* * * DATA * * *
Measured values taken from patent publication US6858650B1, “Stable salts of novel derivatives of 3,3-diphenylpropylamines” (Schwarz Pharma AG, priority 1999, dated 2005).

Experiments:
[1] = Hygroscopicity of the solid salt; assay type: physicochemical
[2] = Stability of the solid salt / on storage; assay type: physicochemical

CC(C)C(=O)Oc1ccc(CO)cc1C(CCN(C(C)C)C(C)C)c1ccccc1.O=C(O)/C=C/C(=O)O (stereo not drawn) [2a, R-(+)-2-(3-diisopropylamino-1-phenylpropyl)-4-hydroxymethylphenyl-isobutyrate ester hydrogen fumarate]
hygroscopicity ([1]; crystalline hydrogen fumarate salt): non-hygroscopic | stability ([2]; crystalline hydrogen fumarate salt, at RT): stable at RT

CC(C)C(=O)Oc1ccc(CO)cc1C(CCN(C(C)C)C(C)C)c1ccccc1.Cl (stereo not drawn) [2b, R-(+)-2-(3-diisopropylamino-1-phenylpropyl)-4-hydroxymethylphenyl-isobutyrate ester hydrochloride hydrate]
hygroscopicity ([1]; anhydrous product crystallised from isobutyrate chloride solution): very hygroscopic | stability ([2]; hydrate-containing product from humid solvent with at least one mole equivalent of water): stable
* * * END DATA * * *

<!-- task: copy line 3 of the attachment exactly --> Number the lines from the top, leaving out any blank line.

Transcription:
[1] = Hygroscopicity of the solid salt; assay type: physicochemical